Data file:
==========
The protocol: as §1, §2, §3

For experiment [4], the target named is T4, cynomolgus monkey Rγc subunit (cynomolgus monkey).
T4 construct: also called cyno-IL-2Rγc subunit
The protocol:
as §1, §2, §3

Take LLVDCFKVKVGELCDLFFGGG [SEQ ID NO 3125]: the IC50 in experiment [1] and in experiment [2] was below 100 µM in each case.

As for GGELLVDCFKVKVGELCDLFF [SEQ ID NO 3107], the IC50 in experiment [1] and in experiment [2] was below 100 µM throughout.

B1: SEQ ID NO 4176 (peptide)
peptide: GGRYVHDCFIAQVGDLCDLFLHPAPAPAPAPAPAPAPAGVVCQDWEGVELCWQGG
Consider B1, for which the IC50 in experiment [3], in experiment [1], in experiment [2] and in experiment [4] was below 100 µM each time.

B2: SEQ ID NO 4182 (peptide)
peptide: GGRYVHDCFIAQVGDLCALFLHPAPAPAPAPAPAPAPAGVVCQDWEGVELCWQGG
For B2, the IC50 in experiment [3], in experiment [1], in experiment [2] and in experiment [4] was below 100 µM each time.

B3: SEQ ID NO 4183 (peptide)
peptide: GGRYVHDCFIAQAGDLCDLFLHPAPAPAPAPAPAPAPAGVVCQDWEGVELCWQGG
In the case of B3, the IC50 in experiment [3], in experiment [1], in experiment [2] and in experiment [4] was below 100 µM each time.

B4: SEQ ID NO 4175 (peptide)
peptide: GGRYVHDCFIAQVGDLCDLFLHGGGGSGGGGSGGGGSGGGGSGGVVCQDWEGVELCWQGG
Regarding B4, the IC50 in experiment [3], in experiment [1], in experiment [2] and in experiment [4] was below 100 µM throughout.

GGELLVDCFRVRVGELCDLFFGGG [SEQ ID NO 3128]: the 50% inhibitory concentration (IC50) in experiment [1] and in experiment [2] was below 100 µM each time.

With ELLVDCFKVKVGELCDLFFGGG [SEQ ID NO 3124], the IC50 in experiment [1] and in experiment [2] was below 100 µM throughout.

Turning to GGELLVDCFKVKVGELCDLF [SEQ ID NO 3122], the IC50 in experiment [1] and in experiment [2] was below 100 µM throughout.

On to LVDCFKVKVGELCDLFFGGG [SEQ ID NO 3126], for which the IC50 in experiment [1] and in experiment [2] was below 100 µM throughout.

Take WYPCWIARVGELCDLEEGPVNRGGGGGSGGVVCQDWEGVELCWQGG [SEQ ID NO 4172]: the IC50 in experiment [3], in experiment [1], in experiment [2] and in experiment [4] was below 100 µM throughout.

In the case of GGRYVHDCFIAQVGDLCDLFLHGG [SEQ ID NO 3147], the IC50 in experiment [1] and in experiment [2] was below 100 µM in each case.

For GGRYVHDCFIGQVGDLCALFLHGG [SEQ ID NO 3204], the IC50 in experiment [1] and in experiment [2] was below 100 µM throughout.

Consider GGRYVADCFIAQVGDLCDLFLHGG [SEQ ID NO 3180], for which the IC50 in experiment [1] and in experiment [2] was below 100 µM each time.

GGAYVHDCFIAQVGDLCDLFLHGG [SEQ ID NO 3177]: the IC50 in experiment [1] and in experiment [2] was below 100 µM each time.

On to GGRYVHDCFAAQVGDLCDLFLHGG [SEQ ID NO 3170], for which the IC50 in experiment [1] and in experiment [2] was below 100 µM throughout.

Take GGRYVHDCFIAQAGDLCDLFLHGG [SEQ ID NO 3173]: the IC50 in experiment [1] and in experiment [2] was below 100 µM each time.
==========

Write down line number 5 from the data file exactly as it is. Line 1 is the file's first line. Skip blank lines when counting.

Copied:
as §1, §2, §3